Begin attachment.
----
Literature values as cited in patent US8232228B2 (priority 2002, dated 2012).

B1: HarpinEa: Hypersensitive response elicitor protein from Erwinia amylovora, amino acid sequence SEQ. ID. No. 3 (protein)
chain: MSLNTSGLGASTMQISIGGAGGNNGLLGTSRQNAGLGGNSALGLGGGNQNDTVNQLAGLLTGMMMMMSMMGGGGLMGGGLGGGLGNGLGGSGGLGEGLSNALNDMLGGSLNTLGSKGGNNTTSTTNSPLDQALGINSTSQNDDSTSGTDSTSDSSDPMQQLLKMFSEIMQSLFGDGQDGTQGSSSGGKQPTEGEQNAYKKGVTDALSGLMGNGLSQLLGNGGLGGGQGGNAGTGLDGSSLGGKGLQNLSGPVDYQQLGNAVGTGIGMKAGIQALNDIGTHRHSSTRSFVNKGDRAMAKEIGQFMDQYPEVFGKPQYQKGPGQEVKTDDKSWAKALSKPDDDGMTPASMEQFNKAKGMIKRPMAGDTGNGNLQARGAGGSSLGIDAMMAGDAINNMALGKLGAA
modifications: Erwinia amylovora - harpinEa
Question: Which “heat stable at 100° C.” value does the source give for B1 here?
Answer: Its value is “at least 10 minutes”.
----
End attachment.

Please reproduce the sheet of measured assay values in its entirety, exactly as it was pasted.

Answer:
Literature values as cited in patent US8232228B2 (priority 2002, dated 2012).

B1: HarpinEa: Hypersensitive response elicitor protein from Erwinia amylovora, amino acid sequence SEQ. ID. No. 3 (protein)
chain: MSLNTSGLGASTMQISIGGAGGNNGLLGTSRQNAGLGGNSALGLGGGNQNDTVNQLAGLLTGMMMMMSMMGGGGLMGGGLGGGLGNGLGGSGGLGEGLSNALNDMLGGSLNTLGSKGGNNTTSTTNSPLDQALGINSTSQNDDSTSGTDSTSDSSDPMQQLLKMFSEIMQSLFGDGQDGTQGSSSGGKQPTEGEQNAYKKGVTDALSGLMGNGLSQLLGNGGLGGGQGGNAGTGLDGSSLGGKGLQNLSGPVDYQQLGNAVGTGIGMKAGIQALNDIGTHRHSSTRSFVNKGDRAMAKEIGQFMDQYPEVFGKPQYQKGPGQEVKTDDKSWAKALSKPDDDGMTPASMEQFNKAKGMIKRPMAGDTGNGNLQARGAGGSSLGIDAMMAGDAINNMALGKLGAA
modifications: Erwinia amylovora - harpinEa
Question: Which “heat stable at 100° C.” value does the source give for B1 here?
Answer: Its value is “at least 10 minutes”.